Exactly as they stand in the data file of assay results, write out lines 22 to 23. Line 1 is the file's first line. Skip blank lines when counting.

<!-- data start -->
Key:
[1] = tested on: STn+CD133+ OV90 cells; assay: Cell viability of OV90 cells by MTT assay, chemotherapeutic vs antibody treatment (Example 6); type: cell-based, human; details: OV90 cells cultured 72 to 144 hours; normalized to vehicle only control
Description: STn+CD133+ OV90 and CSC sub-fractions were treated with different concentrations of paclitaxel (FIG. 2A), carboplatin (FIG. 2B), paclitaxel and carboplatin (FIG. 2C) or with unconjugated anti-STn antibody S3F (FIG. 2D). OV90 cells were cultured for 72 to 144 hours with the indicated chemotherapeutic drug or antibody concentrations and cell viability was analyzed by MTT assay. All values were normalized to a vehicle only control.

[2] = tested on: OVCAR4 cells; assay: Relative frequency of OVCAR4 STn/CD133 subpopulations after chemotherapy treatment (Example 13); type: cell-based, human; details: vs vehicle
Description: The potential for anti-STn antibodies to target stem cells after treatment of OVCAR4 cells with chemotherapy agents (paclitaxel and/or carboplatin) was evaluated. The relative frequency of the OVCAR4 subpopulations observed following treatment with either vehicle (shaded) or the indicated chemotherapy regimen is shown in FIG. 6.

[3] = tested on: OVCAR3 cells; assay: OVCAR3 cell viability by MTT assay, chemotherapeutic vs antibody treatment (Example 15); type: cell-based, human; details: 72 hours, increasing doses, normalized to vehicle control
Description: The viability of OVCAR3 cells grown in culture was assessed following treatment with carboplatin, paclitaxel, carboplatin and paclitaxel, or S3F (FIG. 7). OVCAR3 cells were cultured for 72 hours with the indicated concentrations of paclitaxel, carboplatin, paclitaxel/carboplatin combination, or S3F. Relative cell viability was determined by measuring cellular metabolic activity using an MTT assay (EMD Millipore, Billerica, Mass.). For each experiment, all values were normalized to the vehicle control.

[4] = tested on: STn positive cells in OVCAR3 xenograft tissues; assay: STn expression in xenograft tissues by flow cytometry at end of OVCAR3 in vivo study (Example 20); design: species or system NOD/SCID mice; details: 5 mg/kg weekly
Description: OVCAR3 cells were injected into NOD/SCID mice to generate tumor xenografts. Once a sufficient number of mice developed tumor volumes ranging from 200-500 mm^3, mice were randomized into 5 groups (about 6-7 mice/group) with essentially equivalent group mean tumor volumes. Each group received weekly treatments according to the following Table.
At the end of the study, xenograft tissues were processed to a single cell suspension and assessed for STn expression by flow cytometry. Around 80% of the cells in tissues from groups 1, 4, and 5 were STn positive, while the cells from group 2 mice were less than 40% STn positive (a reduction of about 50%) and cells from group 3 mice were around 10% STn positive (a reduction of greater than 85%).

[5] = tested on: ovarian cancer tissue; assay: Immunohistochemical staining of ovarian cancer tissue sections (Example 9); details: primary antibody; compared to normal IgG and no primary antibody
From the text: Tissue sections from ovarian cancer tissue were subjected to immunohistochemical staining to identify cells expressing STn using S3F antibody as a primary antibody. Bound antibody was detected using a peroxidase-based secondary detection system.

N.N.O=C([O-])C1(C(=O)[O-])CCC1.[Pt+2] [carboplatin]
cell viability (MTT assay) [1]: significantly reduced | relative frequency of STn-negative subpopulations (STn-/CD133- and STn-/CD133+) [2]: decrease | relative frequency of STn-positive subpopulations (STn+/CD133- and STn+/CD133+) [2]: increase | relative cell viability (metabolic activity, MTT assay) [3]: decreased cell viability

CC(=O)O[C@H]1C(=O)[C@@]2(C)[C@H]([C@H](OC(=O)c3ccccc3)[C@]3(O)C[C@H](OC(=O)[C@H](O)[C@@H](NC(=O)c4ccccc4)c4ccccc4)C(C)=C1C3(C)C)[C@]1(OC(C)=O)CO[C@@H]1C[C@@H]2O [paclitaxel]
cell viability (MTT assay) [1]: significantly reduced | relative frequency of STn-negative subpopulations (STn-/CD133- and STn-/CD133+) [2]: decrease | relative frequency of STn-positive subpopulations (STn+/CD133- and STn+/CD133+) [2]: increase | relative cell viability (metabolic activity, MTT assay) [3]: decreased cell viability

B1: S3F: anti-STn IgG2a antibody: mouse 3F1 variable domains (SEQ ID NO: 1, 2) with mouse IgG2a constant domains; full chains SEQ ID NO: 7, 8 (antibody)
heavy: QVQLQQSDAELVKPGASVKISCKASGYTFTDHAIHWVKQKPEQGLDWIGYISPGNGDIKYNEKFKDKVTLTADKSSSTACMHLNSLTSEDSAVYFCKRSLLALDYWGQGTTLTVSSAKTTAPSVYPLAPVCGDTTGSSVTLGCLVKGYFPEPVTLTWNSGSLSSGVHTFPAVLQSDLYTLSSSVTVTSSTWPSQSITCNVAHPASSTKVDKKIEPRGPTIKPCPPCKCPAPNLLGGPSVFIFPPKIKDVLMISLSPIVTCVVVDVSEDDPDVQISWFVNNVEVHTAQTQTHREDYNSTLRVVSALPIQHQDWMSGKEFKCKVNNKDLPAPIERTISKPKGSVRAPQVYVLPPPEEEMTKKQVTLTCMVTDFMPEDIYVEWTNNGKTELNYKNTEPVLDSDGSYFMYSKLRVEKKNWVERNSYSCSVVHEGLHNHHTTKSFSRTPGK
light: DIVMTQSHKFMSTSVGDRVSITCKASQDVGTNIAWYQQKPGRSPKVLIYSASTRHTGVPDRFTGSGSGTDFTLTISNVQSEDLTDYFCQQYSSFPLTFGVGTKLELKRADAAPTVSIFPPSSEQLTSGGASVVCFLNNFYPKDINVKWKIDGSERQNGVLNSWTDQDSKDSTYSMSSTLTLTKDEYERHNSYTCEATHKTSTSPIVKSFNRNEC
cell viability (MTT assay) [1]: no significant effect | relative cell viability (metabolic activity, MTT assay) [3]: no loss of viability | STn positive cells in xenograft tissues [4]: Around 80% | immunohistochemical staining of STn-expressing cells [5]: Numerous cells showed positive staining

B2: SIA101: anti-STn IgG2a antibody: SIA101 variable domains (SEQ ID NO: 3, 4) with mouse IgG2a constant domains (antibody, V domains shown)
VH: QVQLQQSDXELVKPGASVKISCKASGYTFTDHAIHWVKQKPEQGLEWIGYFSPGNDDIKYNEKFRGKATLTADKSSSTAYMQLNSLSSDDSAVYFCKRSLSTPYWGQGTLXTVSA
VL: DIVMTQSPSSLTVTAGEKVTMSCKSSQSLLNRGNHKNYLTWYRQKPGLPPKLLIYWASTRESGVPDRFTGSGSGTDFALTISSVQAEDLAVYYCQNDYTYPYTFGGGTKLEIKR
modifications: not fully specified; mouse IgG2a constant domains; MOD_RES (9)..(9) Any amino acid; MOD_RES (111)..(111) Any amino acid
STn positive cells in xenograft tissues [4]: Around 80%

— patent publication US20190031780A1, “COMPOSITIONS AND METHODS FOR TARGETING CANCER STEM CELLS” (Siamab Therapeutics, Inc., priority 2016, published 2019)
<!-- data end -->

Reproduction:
VH: QVQLQQSDXELVKPGASVKISCKASGYTFTDHAIHWVKQKPEQGLEWIGYFSPGNDDIKYNEKFRGKATLTADKSSSTAYMQLNSLSSDDSAVYFCKRSLSTPYWGQGTLXTVSA
VL: DIVMTQSPSSLTVTAGEKVTMSCKSSQSLLNRGNHKNYLTWYRQKPGLPPKLLIYWASTRESGVPDRFTGSGSGTDFALTISSVQAEDLAVYYCQNDYTYPYTFGGGTKLEIKR